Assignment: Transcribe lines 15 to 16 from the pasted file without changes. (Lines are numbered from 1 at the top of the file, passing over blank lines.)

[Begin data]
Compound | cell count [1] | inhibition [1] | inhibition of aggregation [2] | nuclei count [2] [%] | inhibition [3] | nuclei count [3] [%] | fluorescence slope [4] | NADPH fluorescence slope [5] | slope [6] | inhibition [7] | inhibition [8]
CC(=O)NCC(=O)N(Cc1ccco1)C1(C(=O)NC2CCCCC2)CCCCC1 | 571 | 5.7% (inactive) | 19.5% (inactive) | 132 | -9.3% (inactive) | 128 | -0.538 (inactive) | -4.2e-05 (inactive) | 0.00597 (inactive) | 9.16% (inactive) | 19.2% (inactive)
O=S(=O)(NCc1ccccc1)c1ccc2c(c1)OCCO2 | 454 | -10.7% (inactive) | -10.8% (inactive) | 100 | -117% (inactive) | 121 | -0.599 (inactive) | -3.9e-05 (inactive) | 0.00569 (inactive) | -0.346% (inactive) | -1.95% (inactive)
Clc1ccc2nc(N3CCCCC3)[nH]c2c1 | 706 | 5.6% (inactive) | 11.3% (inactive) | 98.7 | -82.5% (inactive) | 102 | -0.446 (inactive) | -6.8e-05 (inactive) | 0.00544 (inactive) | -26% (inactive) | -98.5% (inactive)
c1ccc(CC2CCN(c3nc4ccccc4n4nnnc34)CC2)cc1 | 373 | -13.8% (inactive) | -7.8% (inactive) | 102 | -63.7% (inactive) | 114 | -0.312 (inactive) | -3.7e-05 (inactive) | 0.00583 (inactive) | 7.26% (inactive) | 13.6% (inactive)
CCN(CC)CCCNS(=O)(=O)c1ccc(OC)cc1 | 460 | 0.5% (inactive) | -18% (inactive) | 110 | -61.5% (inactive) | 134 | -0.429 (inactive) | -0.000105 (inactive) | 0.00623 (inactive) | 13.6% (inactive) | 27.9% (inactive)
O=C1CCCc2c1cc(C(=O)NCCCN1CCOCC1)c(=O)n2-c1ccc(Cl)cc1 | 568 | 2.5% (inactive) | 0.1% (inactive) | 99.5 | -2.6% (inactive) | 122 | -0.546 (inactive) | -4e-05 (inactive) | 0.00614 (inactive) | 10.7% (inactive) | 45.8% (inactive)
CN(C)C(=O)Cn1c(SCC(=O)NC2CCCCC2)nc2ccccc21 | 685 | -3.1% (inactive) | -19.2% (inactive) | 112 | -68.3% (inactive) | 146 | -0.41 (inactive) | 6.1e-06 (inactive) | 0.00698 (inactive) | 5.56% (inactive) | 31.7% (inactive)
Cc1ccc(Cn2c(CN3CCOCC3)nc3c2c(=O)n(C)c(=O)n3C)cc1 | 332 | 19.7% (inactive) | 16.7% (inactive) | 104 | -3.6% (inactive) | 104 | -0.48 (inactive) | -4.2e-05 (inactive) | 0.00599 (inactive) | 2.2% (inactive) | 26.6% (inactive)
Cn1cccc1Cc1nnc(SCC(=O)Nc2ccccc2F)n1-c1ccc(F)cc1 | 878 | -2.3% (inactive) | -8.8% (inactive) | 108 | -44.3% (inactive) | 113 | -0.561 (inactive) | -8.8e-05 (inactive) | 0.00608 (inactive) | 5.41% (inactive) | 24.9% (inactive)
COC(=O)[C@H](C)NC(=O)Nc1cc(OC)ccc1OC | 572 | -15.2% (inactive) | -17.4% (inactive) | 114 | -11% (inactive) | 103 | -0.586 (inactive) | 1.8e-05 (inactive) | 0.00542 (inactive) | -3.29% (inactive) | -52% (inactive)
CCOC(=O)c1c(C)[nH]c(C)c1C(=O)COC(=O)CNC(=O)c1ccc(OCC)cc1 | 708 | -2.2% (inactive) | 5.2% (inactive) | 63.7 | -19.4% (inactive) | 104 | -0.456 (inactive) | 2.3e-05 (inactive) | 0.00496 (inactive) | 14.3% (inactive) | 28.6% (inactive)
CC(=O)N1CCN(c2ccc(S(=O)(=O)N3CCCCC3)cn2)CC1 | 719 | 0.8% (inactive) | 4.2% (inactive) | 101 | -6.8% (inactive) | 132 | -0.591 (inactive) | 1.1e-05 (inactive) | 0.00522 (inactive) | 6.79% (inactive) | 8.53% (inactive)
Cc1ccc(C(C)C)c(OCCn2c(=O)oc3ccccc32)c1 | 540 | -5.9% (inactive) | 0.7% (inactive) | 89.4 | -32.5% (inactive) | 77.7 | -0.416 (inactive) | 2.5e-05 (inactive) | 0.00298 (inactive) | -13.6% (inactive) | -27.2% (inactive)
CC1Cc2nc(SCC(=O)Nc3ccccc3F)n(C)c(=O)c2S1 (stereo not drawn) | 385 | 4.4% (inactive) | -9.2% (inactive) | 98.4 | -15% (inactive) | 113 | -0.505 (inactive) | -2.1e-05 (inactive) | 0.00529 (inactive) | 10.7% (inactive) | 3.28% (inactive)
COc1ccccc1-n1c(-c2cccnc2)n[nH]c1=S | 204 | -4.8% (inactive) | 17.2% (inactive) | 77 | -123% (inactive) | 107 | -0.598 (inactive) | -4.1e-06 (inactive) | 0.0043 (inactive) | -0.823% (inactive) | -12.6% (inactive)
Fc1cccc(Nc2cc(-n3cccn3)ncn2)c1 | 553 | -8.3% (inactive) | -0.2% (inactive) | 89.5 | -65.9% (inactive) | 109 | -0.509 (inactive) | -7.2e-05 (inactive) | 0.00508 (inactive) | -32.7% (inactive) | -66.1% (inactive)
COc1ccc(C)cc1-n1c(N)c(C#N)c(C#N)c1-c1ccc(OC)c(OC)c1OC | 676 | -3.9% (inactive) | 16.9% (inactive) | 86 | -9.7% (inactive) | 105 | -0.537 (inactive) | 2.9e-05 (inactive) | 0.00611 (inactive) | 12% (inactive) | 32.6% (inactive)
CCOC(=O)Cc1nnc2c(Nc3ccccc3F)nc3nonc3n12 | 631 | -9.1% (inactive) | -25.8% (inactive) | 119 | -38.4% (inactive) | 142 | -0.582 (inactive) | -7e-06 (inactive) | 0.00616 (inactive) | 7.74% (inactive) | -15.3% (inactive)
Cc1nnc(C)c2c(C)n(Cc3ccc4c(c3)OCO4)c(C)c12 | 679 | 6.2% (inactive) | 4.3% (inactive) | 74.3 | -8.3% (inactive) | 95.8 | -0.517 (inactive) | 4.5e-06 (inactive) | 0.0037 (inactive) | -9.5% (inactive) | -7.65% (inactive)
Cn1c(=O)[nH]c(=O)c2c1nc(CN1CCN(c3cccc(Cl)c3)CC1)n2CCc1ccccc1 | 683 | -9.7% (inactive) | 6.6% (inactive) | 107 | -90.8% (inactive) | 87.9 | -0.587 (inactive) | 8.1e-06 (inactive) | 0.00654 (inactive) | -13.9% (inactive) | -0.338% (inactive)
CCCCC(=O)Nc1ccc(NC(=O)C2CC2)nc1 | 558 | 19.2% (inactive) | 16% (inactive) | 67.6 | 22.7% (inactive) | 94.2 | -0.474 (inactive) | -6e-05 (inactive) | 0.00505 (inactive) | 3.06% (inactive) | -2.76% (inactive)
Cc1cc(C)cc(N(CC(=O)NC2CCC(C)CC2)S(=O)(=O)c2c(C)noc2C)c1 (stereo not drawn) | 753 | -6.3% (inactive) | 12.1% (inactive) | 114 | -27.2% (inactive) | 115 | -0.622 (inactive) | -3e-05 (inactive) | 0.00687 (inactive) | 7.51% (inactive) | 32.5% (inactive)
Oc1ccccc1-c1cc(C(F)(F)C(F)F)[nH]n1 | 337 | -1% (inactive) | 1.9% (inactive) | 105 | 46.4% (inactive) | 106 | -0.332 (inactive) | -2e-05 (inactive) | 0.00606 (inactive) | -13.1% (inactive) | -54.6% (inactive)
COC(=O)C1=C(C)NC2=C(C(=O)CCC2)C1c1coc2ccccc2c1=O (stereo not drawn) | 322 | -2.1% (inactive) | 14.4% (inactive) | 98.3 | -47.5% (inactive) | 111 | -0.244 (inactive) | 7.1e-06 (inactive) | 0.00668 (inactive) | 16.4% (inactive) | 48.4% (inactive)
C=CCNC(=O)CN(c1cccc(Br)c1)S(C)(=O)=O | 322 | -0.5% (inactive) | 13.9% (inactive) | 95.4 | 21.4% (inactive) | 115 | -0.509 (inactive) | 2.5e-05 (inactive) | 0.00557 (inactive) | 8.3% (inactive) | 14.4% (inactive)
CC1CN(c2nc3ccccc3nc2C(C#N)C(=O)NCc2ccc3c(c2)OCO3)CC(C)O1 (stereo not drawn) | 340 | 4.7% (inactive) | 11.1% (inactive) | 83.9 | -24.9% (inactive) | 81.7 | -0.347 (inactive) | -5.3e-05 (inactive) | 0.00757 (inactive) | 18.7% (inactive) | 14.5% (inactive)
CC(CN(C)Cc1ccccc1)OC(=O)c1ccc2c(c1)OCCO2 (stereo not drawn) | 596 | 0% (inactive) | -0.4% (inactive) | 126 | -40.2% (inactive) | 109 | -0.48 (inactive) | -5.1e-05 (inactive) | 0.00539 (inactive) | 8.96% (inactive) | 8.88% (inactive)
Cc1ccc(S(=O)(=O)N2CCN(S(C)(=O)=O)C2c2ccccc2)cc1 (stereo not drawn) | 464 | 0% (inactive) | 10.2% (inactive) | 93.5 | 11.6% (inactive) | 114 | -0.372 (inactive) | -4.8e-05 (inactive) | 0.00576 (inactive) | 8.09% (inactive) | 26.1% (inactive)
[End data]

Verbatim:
CC1Cc2nc(SCC(=O)Nc3ccccc3F)n(C)c(=O)c2S1 (stereo not drawn) | 385 | 4.4% (inactive) | -9.2% (inactive) | 98.4 | -15% (inactive) | 113 | -0.505 (inactive) | -2.1e-05 (inactive) | 0.00529 (inactive) | 10.7% (inactive) | 3.28% (inactive)
COc1ccccc1-n1c(-c2cccnc2)n[nH]c1=S | 204 | -4.8% (inactive) | 17.2% (inactive) | 77 | -123% (inactive) | 107 | -0.598 (inactive) | -4.1e-06 (inactive) | 0.0043 (inactive) | -0.823% (inactive) | -12.6% (inactive)